His personal nature—“God is love” (1 John 4:8).
This statement does not say merely that love is of God, but that God is in His essential nature love (again the construction is anarthrous). Further, the statement does not imply that God’s being love is occasioned by anything. In other words, He is love apart from any opportunity to express it.
This love is the original love (1 John 4:10) because the source of it is God (1 John 4:19). It seems to be best illustrated by the earthly picture of the love within a family (1 John 4:7; also see Ephesians 3:15; 5:25).
Expression of love within the family is the resultant idea from “God is love.” John’s reasoning was very simple: God is love; therefore what God begets loves; thus Christians should show that they are begotten of God by loving one another.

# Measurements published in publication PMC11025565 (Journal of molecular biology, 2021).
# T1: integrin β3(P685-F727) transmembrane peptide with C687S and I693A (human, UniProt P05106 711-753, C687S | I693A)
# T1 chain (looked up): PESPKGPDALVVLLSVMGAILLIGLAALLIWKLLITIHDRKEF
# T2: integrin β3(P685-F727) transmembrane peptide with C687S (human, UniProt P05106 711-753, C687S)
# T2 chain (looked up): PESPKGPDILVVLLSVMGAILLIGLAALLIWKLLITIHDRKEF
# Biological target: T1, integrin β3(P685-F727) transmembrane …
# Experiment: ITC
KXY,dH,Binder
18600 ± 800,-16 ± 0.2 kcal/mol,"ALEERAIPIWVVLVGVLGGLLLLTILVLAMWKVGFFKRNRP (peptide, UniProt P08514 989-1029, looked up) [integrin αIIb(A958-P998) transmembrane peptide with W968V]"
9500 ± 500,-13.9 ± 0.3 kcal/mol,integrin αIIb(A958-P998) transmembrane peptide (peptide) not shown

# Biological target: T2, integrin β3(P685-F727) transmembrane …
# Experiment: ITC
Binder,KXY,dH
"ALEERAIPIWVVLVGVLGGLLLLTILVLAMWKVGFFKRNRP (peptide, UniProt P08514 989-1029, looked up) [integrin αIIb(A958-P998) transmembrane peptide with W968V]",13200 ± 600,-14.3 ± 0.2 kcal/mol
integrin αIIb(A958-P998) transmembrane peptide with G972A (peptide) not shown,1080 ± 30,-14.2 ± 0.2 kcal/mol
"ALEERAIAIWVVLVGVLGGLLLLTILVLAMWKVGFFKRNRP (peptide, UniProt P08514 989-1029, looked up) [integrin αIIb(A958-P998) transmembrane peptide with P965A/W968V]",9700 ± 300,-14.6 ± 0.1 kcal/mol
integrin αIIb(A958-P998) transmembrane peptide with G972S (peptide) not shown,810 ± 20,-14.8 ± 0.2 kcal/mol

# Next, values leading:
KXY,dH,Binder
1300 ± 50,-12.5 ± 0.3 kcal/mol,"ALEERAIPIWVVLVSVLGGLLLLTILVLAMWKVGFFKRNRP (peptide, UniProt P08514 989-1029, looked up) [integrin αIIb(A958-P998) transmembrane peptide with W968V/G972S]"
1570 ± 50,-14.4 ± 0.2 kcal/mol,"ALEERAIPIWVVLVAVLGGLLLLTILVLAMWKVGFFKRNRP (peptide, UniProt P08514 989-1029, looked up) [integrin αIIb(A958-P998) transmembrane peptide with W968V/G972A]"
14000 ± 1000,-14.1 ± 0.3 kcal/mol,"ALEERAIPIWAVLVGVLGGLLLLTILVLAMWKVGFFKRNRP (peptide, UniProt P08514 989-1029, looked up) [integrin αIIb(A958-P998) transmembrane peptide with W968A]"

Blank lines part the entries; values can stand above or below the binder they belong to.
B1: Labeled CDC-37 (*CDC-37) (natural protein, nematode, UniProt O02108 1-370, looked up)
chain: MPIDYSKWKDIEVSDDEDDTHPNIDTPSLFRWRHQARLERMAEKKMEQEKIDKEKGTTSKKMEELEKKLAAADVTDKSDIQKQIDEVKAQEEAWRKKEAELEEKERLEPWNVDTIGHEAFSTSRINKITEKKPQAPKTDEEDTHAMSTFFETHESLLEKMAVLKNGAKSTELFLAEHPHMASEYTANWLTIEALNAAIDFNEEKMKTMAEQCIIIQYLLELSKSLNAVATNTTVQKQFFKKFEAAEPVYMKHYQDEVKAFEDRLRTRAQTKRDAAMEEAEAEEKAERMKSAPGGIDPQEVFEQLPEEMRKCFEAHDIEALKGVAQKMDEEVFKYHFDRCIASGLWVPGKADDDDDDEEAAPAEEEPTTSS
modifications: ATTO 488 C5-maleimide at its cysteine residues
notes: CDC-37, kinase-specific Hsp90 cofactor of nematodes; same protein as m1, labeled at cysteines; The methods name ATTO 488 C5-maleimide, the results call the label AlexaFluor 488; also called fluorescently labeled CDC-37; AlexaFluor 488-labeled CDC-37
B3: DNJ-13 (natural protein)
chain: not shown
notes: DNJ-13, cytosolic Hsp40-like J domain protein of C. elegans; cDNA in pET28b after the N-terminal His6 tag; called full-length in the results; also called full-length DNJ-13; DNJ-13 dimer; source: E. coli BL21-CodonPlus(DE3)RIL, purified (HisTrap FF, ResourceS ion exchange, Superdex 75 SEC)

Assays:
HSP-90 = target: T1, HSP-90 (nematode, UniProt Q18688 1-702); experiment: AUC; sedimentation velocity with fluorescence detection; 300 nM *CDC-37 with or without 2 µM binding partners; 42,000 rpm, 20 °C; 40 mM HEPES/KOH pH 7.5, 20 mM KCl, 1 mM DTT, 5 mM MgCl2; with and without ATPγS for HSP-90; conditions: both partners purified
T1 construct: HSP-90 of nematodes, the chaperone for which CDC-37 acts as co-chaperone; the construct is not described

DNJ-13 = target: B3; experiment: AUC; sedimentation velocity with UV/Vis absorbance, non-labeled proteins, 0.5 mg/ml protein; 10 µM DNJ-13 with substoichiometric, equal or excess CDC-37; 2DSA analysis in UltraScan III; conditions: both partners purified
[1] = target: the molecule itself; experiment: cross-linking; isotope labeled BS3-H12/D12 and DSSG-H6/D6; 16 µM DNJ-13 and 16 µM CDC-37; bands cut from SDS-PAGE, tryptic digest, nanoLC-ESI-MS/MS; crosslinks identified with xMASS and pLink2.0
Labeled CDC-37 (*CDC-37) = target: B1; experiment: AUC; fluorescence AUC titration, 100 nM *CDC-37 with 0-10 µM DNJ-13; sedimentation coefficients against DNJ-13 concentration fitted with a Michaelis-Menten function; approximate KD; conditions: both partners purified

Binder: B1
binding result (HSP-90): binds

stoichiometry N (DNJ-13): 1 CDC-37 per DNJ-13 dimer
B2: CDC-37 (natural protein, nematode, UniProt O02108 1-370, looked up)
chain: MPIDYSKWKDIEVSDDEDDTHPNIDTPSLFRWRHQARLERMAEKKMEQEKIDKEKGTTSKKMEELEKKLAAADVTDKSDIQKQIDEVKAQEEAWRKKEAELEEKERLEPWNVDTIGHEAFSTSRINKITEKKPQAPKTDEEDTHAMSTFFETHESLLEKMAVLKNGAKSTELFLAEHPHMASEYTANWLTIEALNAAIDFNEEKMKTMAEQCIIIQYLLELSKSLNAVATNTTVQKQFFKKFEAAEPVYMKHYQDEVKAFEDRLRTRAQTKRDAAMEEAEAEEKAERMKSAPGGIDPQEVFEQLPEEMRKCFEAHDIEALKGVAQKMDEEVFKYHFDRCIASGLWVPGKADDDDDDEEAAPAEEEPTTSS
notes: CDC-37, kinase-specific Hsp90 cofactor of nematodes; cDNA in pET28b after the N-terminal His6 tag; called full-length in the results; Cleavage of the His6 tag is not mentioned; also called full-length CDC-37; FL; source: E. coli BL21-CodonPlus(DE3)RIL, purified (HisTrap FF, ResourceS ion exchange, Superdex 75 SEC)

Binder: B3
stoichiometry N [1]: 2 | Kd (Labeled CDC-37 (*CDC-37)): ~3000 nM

This idea seems to have captivated John as he grew older. To him it was the central feature of Christianity. In no other book of the New Testament does the word love appear as often as it does in 1 John 3:1–5:12.
In the heart of that section, 4:11–21, John listed the important practical ramifications of our loving one another because God is love.
Love fulfills our duty (4:11); love can be realized in its most complete form when we love others (4:12b); love causes us to know the indwelling of the Holy Spirit (4:13–15); love gives us boldness in the day of judgment (4:17); love casts out fear (4:18); and love proves our profession of Christianity (4:19–21). It is easy to say, “I love God,” but it is often much more difficult to prove it by loving the brethren. This, however, is the expected result of the fact that we know God, who is love.
Charles C. Ryrie, Biblical Theology of the New Testament (Dubuque, IA: ECS Ministries, 2005), 291–292.